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Effect of Abdominal Vibroacoustic Stimulation on Sound and Acceleration Levels at the Head of the Fetal Sheep

ABRAMS, R. M. PhD; PETERS, A. J. M. PhD; GERHARDT, K. J. PhD
Obstetrics & Gynecology: August 1997
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Objective To measure the vibratory response of the fetal head and abdominal wall in sheep during vibroacoustic stimulation.

Methods A piezoresistive accelerometer was attached to the skulls of seven sheep fetuses (128-134 days' gestational age), and a miniature hydrophone was attached to the skin overlying the fetal temporal bone. During fetal preparation and vibroacoustic stimulation procedures, ewes were anesthetized and supine. Vibroacoustic stimulation of the maternal abdomen was produced by each of two clinical devices that differed in spectral content, and an electric toothbrush.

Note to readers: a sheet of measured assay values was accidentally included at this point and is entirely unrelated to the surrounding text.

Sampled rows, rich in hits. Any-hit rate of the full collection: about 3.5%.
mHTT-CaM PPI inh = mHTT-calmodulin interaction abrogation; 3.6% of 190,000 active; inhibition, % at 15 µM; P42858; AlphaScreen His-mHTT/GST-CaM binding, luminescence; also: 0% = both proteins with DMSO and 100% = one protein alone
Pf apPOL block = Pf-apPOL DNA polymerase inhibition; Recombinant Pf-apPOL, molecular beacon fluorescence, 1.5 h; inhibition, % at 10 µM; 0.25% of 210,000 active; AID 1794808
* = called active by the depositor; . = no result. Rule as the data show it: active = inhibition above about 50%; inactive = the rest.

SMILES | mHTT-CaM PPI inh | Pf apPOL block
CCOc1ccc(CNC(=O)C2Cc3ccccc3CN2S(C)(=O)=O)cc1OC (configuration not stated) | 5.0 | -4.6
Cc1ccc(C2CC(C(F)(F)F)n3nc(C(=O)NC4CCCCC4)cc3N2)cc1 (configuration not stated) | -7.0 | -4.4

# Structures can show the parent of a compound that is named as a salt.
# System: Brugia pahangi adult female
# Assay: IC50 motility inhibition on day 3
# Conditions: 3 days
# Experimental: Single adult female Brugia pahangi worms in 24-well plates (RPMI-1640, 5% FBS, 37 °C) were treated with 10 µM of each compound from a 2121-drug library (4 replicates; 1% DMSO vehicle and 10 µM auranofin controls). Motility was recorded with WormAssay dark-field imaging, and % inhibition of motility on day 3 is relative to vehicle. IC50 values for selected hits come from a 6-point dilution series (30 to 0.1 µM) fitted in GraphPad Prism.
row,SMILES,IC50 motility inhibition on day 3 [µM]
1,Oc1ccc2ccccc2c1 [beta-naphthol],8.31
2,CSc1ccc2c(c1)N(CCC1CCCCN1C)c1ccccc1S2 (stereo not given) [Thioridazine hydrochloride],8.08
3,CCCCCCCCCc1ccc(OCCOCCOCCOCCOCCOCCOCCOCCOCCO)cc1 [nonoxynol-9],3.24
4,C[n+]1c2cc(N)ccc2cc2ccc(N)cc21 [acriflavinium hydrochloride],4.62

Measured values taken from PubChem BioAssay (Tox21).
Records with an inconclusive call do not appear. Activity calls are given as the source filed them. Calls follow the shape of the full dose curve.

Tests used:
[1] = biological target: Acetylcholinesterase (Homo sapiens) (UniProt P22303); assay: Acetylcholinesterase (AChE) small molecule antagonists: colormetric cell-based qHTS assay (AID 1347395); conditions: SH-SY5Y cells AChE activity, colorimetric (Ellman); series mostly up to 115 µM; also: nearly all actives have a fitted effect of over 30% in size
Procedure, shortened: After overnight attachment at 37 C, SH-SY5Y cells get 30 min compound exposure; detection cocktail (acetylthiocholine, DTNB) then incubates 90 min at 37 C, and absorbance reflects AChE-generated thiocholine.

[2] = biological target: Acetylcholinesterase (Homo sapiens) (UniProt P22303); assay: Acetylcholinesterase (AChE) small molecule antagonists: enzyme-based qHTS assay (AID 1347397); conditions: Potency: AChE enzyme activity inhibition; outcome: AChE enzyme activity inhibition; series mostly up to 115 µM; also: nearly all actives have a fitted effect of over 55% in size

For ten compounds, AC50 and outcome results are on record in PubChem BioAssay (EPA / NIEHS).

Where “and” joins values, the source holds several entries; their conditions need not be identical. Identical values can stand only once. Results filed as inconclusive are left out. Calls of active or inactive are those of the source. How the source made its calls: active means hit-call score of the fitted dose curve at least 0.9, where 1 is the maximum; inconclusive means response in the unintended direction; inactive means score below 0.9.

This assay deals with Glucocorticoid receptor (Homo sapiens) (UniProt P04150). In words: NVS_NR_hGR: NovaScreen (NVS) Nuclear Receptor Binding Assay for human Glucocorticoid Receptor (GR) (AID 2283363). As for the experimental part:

Results The approximate fundamental frequencies (f0) and first overtones (f1), as determined by both recordings of intrauterine sound pressure level and fetal head acceleration, were as follows: fetal acoustic stimulator, 75 and 150 Hz; electronic larynx, 150 and 300 Hz; and electric toothbrush, 25 and 50 Hz, respectively. At fundamental frequencies and first overtones, the ranges of fetal head accelerations (expressed in 1/12-octave bands) were as follows: fetal acoustic stimulator, 10-53 and 25-224 mm/sec2; electronic larynx, 10-53 and 18-114 mm/sec2; and electric toothbrush, 33-792 and 8-116 mm/sec2, respectively. Sound pressure levels exceeded 110 dB in all cases. High sound pressure levels in the uterus were proportional to fetal head vibration levels.

Conclusion Vibroacoustic stimulation of the surface of the abdomen of pregnant sheep is accompanied by both acoustic and vibratory exposure of the fetus.

Address reprint requests to: Robert M. Abrams, PhD, Department of Obstetrics and Gynecology, University of Florida, College of Medicine, Box 100294, Gainesville, FL 32610-0294. E-mail: rabrams.obgyn@obgyn.ufl.edu

© 1997 The American College of Obstetricians and Gynecologists